auto industry, especially, is caught in a feedback loop and is
              crippled by groupthink. They've come to depend on complexity as a
              problem solving tool, to lesser and lesser effect.

              To me, Phil Bolger is a paragon of E.F. Schumacher style thinking. He
              is the master of what I call the "80% Solution." Many functions in
              nature follow a logistic (s-shaped) curve. If you plot input effort
              against output results, very often an s-curve will result. The place
              you want to be is on the shoulder of the curve, the 80% point, that
              will give you the greatest return for the least input. That's the
              sweet spot, and Bolger hits it like clock work. In boat design, there
              is nobody who gets more performance and functionality out of fewer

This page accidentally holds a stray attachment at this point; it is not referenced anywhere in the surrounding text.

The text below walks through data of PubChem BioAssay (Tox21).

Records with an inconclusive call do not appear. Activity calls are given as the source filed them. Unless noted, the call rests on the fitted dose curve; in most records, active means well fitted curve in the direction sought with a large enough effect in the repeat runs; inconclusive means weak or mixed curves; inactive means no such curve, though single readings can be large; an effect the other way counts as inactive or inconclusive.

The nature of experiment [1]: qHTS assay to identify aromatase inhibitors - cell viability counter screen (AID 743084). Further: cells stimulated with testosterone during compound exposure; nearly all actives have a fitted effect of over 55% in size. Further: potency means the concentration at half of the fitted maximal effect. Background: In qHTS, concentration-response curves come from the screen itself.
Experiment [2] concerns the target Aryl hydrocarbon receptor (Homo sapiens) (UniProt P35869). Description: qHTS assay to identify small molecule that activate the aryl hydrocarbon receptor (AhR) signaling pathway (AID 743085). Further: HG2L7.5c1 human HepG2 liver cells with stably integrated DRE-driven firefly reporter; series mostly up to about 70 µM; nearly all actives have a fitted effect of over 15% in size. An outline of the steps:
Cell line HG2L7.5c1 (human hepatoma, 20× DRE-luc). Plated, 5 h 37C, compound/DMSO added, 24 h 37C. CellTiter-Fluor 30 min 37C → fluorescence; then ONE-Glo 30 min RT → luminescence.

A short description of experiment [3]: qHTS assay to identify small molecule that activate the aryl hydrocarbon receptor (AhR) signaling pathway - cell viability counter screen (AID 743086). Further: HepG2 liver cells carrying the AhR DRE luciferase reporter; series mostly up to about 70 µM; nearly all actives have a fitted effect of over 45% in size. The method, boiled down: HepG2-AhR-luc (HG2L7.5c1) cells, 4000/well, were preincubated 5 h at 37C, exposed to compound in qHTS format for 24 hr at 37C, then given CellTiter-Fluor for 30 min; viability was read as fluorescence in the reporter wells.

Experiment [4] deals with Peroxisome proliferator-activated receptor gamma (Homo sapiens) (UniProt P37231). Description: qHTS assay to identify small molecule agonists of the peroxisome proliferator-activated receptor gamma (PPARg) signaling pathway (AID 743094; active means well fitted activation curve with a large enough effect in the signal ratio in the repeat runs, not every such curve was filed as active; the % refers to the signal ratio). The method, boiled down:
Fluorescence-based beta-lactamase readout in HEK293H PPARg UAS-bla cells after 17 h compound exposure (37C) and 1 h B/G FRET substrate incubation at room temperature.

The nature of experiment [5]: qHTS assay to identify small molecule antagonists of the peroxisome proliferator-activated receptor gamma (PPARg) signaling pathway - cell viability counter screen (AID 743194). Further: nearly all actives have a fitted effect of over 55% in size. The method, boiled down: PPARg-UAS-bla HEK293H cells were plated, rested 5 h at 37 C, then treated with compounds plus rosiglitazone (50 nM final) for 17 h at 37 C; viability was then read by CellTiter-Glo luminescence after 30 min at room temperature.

curves than Bolger. Look at Tortoise. It has only one curve. There is
              much to be learned, not just in boats, by studying Bolger's designs.
              He is a National Treasure.

              Fred

              On 6/6/08, nq2u2 <JohnHess@...> wrote:
              > Hummmm...
              >
              > I don't suppose you are related to E.F. Schumacher, of "Small Is
              > Beautiful" fame. A very interesting book, and apropos to the ideas
              > you've mentioned.
              >
              > http://en.wikipedia.org/wiki/Small_is_Beautiful
              >
              > John Hess